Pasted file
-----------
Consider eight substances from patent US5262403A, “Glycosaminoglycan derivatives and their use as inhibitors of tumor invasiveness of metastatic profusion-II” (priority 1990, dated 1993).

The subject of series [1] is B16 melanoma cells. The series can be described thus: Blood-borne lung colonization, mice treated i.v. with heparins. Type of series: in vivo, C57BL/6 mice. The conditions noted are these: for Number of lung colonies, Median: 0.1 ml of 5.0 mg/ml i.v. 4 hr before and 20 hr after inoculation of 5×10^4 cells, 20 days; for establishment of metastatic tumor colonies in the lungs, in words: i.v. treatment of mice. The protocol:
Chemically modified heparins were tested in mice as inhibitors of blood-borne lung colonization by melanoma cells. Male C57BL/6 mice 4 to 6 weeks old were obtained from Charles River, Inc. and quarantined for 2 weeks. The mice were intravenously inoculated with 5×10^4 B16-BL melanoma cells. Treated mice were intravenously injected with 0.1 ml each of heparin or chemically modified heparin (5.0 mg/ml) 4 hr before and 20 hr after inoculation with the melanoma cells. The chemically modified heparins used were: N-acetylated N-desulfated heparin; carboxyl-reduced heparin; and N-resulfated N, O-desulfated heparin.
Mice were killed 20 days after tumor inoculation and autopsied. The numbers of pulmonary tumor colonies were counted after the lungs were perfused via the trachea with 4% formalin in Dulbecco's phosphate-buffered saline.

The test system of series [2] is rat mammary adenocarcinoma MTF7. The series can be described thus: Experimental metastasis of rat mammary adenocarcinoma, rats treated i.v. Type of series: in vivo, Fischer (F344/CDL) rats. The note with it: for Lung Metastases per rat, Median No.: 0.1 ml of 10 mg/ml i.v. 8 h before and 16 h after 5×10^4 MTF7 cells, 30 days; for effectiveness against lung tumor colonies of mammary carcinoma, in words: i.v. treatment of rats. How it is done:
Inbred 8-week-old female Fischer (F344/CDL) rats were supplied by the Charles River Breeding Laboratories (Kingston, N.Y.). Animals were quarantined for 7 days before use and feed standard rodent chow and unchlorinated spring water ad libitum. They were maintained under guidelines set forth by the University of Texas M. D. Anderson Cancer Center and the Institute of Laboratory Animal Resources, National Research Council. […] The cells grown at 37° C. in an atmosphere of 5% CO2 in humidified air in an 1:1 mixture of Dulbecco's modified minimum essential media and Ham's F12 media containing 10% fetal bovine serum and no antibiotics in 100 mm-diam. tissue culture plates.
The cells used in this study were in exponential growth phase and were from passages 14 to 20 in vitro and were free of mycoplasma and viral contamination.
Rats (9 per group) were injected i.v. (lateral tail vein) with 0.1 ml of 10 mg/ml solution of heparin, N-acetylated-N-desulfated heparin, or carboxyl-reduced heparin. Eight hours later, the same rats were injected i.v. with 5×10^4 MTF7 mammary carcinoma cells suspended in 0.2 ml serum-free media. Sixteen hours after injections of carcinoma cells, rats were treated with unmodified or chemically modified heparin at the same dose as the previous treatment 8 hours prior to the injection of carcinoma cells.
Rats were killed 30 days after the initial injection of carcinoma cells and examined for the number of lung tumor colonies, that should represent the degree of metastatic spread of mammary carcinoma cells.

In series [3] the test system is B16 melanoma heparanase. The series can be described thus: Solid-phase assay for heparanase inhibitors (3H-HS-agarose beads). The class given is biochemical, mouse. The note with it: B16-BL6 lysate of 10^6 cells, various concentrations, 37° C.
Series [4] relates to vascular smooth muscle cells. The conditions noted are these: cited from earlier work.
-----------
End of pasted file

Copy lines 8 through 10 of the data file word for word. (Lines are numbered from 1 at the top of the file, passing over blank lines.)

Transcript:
Rats (9 per group) were injected i.v. (lateral tail vein) with 0.1 ml of 10 mg/ml solution of heparin, N-acetylated-N-desulfated heparin, or carboxyl-reduced heparin. Eight hours later, the same rats were injected i.v. with 5×10^4 MTF7 mammary carcinoma cells suspended in 0.2 ml serum-free media. Sixteen hours after injections of carcinoma cells, rats were treated with unmodified or chemically modified heparin at the same dose as the previous treatment 8 hours prior to the injection of carcinoma cells.
Rats were killed 30 days after the initial injection of carcinoma cells and examined for the number of lung tumor colonies, that should represent the degree of metastatic spread of mammary carcinoma cells.

In series [3] the test system is B16 melanoma heparanase. The series can be described thus: Solid-phase assay for heparanase inhibitors (3H-HS-agarose beads). The class given is biochemical, mouse. The note with it: B16-BL6 lysate of 10^6 cells, various concentrations, 37° C.